High school graduation marks a huge milestone in every student’s life as he or she plans and look forward to a new environment, new friends. Based on the Cisco’s Connected World Technology Report finding, “Half of college students and young employees (49%) said they would rather lose their wallet or purse than their smartphone or mobile device.”
As my nephew prepares for his college journey, what do college kids need most these days? I recalled what I needed most back in college, scantrons and no. 2 pencils. I couldn’t attend an exam without them as those are an absolute requirement on every syllabus. Do scantrons even exist anymore? Number 2 pencils? I think back on how technology has really changed our lives. As I’m searching online for ideas, I came across a few: Read More »
Tags: byod, Cisco Connected World Technology Report, k-12 education, mobile phone
Economic development is out and new economic competitiveness is in and the basis of government process is evolving. The old model no longer works as technology is fundamentally changing the way human beings go to work. Today’s technology can deliver a far greater impact at a far lower cost than ever before, and it’s not just a single trend (i.e., broadband, virtualization, cloud computing).
However, governments often make the mistake of evaluating technology based on the sticker price rather than diving further into the full lifecycle of systems to understand their true and lasting impact; I like to call this the Total Economic Impact (TEI).
A new whitepaper, “Economic Game Changer: Powering the Next Generation Government,” and published by the Center for Digital Government, dives into the importance for governments to consider the TEI rather than ROI. Read More »
Tags: byod, collaboration, digital government, govtech
Technology continues to change not only the tools we use, but the language we use to describe it. Wikipedia describes consumerization as:
…an increasingly accepted term used to describe the growing tendency for new information technology to emerge first in the consumer market and then spread into business and government organizations.
Consumerization absolutely affects technology, but confining the definition to information technology too narrowly defines it. The etymology pins the emergence of the term itself as early as 2001, which is a long time in dog years and at least a half century in technology. But the concept goes back far before Y2K. I could delve into Eli Whitney’s cotton gin, but I’ll stick to less distant history.
Before we get to IT, consider the impact of consumerization on time and choice.
Consumerization & Time
In some ways, our experiences with consumer technology have changed the very speed at which we live our lives. We don’t make time for things the way we used to. We want them now.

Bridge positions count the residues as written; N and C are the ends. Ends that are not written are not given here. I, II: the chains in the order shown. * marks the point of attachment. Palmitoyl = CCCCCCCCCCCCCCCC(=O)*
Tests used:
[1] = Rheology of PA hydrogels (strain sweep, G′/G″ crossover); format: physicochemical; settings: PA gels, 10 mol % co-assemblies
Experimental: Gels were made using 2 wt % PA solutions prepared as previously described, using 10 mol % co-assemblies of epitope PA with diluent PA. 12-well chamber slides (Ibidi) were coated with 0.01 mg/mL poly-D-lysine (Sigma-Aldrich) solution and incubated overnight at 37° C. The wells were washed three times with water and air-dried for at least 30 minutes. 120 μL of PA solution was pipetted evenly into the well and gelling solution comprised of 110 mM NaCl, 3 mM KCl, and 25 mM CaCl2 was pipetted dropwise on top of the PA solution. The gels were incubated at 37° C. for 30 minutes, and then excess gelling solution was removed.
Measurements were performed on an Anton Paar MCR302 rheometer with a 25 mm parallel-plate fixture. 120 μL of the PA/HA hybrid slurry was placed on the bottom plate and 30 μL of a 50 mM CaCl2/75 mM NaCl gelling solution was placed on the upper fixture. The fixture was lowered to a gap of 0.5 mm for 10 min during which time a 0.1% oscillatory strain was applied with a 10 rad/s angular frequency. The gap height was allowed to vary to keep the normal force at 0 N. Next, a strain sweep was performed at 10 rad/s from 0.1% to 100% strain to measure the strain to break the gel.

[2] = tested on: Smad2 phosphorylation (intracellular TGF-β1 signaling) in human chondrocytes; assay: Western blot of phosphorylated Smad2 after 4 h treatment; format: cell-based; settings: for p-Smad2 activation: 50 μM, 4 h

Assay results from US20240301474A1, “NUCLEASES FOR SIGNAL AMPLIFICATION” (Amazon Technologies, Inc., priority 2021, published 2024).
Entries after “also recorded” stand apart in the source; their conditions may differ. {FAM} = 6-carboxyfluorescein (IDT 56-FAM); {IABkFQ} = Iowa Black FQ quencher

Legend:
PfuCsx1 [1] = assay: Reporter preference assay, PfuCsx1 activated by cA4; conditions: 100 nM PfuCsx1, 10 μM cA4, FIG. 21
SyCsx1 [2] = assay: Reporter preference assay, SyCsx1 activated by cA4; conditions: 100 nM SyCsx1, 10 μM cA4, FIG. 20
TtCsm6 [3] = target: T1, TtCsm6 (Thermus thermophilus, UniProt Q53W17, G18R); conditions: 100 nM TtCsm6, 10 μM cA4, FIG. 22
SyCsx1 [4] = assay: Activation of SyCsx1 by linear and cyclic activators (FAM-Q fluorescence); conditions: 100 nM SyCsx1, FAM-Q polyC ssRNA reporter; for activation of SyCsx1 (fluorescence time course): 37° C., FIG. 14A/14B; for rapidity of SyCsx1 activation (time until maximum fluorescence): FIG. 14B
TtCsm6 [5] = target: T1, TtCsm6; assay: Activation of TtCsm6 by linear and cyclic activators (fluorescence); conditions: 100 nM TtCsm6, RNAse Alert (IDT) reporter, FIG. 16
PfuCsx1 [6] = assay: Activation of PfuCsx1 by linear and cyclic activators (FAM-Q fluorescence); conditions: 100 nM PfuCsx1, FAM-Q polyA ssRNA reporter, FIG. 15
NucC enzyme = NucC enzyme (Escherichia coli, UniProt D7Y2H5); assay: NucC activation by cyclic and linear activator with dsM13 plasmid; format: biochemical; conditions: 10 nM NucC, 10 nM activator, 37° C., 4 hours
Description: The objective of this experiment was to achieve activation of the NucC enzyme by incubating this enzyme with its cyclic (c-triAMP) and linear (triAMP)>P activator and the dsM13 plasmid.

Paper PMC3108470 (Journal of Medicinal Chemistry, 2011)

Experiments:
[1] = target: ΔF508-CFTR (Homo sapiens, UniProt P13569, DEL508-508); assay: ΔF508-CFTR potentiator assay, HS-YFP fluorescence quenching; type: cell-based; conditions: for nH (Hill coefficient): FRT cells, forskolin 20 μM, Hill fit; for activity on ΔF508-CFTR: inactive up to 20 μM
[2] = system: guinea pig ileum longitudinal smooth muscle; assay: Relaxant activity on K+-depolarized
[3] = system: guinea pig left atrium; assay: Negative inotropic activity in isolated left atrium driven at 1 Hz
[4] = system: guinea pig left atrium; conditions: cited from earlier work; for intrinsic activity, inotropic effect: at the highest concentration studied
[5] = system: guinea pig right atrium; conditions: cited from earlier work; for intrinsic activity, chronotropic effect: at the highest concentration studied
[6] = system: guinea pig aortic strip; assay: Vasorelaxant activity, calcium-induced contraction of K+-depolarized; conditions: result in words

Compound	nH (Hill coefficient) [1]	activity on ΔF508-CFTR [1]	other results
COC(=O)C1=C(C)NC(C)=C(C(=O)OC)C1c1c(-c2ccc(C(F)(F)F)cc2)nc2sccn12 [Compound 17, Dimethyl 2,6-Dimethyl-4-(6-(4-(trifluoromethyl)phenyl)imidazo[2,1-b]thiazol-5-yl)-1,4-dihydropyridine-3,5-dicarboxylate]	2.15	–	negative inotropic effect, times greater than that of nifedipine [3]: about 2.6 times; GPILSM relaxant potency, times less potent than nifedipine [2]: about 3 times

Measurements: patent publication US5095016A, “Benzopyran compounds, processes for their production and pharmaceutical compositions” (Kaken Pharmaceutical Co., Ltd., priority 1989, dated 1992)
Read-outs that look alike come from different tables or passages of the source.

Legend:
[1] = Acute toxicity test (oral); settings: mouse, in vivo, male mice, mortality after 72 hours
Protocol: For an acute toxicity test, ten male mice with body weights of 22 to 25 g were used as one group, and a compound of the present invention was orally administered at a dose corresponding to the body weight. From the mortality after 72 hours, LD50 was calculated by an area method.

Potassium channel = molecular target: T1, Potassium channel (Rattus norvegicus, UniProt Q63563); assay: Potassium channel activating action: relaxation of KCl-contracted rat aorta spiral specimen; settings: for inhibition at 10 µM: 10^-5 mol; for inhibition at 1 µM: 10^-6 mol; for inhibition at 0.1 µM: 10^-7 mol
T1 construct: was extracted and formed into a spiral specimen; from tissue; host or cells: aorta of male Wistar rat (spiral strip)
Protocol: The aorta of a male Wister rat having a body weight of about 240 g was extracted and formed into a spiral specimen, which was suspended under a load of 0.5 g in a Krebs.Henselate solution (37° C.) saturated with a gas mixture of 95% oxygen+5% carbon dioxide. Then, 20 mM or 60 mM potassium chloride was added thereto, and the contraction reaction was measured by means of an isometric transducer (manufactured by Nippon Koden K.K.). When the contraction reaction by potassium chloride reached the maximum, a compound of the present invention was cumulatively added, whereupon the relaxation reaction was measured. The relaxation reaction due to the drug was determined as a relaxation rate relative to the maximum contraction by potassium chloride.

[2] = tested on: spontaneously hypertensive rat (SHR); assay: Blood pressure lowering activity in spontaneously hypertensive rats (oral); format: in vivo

It’s the popcorn. OK, it’s the microwave oven. Food is both a human necessity and great motivator. The microwave changed our concept of time and convenience. We haven’t abandoned traditional cooking, but how often do you compare the conventional-oven directions to those for the microwave and think, “I want this to take 45 minutes, 3 minutes just isn’t long enough to wait”?
Popcorn showcases the evolution of our concept of time. Once upon a time, popcorn preparation was at least a 12.4-minute process, start to finish, including the ceremonial melting of butter and cleanup. Plus it required mastering the technique of keeping the pan in constant movement, carefully timing removal to optimize the number of kernels popped.
The mid-1970s arrival specialized popcorn appliances and Jiffy Pop brought popcorn faster and required less clean-up time, while largely eliminating the need for technique. Satisfaction came more quickly and with reduced effort.
And then came the microwave oven and magical little flat packages that fluffed up with aromatic salty goodness in three minutes. Clean up consisted of wiping the buttery stuff off your hands and tossing the bag in the trash. Instant gratification. Near zero effort. Our concept of time? Changed forever.
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Tags: byod, Cisco Jabber, collaboration, Consumerization, Consumerization of IT, device independence, instant messaging, mobile devices, Presence
At work, I read a lot of material, online and offline — seriously, it’s like a constant in my workflow. That being said, when I’m not reading I’m likely writing something or thinking about what I’m going to write.
When I’m pondering the type of story I’ll work on next, I’m often in front of my notebook computer and widescreen monitor (like I am right now, as I write this paragraph), with hands resting on the keyboard — in hopeful anticipation, for the epiphany that might appear.
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Tags: byod, cloudbook, ICT, mobility solutions, service provider wi-fi, smartphone
Cisco announced today a study showing benefits, as well as complexities, relating to employees bringing their own devices (BYOD) to work. A colleague of mine forwarded this cartoon to me last week which I thought was quite amusing. It gave me all kinds of thoughts about my upcoming doctor’s visit.
Cisco is enabling BYOD by driving innovation through Unified Workspace, everything that makes workers efficient and productive moves along with them. Cisco is also offering three Smart Solutions, the BYOD, VXI and Remote Expert, all designed to help service provider and enterprises develop a scalable approach to their mobility initiatives while optimizing user experience and ensuring data security. Read More »
Tags: byod, Cisco VXI, remote expert, remote worker, Service Provider, Smart Solutions, unified workspace